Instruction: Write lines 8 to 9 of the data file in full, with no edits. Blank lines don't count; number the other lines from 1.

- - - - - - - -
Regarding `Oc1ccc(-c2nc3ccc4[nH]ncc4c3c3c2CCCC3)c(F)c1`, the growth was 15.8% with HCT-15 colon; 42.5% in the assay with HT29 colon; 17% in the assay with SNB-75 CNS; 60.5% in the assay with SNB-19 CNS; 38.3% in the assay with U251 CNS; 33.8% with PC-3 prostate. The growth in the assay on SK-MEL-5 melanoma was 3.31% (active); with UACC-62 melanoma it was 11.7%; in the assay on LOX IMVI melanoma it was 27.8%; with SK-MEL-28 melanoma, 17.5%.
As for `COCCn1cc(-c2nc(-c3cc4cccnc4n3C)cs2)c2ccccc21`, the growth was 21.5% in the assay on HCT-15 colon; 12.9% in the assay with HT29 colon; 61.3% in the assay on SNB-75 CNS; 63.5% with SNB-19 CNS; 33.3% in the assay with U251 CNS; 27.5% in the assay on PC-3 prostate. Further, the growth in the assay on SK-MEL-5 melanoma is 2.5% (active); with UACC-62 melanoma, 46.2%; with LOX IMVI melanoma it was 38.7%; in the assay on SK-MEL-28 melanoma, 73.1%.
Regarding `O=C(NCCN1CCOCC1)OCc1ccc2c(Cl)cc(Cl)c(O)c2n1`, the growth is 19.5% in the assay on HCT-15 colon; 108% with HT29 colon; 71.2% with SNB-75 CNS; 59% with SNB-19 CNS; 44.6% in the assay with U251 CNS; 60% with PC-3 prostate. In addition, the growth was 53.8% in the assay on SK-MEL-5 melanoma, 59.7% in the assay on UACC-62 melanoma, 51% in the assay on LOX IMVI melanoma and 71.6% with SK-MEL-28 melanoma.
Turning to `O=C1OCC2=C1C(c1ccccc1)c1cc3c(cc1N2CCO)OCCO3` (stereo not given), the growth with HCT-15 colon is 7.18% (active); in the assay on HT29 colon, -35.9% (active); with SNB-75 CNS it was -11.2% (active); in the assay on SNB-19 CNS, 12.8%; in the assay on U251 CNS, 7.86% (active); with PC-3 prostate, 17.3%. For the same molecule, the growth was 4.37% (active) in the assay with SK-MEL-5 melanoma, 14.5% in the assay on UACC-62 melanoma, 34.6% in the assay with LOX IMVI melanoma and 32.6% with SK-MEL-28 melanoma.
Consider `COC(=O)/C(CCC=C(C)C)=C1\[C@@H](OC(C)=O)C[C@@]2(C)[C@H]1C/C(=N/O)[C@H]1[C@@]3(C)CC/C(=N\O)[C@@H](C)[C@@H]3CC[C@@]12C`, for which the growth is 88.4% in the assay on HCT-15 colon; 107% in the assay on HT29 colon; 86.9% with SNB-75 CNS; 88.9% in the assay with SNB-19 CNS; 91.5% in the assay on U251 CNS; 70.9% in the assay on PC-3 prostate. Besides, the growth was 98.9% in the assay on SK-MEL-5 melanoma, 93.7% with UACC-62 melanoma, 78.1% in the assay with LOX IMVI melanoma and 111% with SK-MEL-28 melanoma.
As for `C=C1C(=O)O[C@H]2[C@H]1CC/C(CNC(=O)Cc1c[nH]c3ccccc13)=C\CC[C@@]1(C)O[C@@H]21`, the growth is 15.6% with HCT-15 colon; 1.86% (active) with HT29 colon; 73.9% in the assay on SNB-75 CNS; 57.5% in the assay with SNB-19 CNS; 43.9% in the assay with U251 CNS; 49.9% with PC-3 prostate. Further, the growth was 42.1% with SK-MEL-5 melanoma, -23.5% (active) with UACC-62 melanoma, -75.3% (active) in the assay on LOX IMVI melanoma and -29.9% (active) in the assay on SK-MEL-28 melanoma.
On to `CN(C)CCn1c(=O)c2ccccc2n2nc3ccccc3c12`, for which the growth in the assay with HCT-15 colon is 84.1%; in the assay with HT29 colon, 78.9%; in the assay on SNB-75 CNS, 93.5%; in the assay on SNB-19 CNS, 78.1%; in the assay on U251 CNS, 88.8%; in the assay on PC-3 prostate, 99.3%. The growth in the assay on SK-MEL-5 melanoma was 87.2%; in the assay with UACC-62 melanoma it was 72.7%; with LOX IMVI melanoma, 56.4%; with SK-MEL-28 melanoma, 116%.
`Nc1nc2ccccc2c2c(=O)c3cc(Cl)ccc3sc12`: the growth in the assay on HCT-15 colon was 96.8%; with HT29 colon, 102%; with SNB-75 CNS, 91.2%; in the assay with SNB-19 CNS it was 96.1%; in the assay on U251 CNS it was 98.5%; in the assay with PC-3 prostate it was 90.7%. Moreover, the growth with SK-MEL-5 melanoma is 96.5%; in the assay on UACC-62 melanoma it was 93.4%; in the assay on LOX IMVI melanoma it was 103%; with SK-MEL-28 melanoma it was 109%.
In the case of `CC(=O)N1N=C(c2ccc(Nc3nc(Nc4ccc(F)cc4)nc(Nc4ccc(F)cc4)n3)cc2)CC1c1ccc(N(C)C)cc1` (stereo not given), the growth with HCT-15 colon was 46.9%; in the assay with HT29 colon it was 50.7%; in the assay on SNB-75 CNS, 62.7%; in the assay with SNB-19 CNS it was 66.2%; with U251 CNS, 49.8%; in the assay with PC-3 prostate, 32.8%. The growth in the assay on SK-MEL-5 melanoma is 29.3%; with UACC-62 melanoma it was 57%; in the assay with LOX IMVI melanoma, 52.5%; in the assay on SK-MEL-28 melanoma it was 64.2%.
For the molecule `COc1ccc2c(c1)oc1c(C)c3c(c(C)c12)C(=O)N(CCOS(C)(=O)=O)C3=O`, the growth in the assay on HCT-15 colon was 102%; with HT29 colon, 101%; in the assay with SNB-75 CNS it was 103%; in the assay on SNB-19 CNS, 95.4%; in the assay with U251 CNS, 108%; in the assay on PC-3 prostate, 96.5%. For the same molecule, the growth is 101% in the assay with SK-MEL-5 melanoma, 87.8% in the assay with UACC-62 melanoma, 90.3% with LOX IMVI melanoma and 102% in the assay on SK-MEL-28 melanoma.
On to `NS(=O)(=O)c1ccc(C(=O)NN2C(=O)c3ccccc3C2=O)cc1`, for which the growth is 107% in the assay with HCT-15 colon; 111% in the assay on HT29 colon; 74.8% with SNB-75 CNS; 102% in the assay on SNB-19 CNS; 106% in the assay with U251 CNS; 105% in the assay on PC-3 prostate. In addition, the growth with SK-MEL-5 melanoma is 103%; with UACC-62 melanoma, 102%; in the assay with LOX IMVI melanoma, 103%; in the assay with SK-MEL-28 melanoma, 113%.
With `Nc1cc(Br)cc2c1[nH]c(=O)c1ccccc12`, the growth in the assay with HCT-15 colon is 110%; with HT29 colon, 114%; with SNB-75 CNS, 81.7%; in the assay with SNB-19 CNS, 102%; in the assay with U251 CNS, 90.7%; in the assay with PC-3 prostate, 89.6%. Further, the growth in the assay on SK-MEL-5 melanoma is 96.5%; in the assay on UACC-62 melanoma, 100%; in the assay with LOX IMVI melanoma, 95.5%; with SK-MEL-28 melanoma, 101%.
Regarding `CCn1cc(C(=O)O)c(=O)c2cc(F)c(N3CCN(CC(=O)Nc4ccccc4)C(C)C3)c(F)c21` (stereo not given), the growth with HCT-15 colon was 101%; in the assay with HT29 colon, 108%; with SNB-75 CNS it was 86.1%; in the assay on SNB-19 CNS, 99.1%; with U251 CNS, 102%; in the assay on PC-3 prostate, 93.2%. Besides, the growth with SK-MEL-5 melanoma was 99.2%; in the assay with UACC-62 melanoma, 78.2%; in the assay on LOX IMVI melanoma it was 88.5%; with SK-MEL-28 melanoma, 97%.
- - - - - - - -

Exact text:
`Nc1nc2ccccc2c2c(=O)c3cc(Cl)ccc3sc12`: the growth in the assay on HCT-15 colon was 96.8%; with HT29 colon, 102%; with SNB-75 CNS, 91.2%; in the assay with SNB-19 CNS it was 96.1%; in the assay on U251 CNS it was 98.5%; in the assay with PC-3 prostate it was 90.7%. Moreover, the growth with SK-MEL-5 melanoma is 96.5%; in the assay on UACC-62 melanoma it was 93.4%; in the assay on LOX IMVI melanoma it was 103%; with SK-MEL-28 melanoma it was 109%.
In the case of `CC(=O)N1N=C(c2ccc(Nc3nc(Nc4ccc(F)cc4)nc(Nc4ccc(F)cc4)n3)cc2)CC1c1ccc(N(C)C)cc1` (stereo not given), the growth with HCT-15 colon was 46.9%; in the assay with HT29 colon it was 50.7%; in the assay on SNB-75 CNS, 62.7%; in the assay with SNB-19 CNS it was 66.2%; with U251 CNS, 49.8%; in the assay with PC-3 prostate, 32.8%. The growth in the assay on SK-MEL-5 melanoma is 29.3%; with UACC-62 melanoma it was 57%; in the assay with LOX IMVI melanoma, 52.5%; in the assay on SK-MEL-28 melanoma it was 64.2%.